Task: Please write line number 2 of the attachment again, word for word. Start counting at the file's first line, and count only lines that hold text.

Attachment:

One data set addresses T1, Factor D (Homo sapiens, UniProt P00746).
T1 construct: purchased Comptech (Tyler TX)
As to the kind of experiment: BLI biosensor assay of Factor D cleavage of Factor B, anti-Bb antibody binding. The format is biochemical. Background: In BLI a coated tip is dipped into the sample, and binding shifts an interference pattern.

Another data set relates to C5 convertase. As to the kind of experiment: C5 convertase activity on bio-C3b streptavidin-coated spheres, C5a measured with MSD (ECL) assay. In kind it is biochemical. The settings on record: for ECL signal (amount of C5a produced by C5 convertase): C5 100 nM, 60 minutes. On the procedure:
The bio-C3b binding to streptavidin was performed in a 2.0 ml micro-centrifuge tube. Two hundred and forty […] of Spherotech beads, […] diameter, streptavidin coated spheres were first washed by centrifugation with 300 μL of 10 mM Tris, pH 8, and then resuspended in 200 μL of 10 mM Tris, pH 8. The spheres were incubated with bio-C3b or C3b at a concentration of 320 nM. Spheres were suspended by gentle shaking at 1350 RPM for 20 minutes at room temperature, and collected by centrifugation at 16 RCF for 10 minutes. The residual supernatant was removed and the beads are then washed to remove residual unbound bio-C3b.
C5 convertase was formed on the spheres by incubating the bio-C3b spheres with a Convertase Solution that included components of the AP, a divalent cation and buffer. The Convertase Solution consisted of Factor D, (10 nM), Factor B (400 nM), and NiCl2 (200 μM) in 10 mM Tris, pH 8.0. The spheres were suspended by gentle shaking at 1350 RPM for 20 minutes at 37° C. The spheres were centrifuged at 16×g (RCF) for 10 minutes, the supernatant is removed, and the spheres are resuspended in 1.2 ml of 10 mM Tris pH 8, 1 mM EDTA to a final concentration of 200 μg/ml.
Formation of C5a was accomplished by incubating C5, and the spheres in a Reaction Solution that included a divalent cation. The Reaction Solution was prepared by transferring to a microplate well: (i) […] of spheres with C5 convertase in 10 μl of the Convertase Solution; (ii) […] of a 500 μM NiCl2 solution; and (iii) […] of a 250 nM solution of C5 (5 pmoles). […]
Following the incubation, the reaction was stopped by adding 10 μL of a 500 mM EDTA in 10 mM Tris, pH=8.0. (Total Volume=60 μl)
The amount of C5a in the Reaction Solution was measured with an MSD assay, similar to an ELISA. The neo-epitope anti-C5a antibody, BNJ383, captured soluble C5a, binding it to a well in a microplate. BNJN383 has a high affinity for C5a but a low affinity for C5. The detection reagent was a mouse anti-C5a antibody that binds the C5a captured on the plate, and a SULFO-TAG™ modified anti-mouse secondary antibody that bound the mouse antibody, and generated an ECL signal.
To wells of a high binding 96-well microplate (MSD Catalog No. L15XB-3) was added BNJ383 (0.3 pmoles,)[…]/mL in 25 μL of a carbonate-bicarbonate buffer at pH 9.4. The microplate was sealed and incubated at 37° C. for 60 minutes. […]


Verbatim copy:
T1 construct: purchased Comptech (Tyler TX)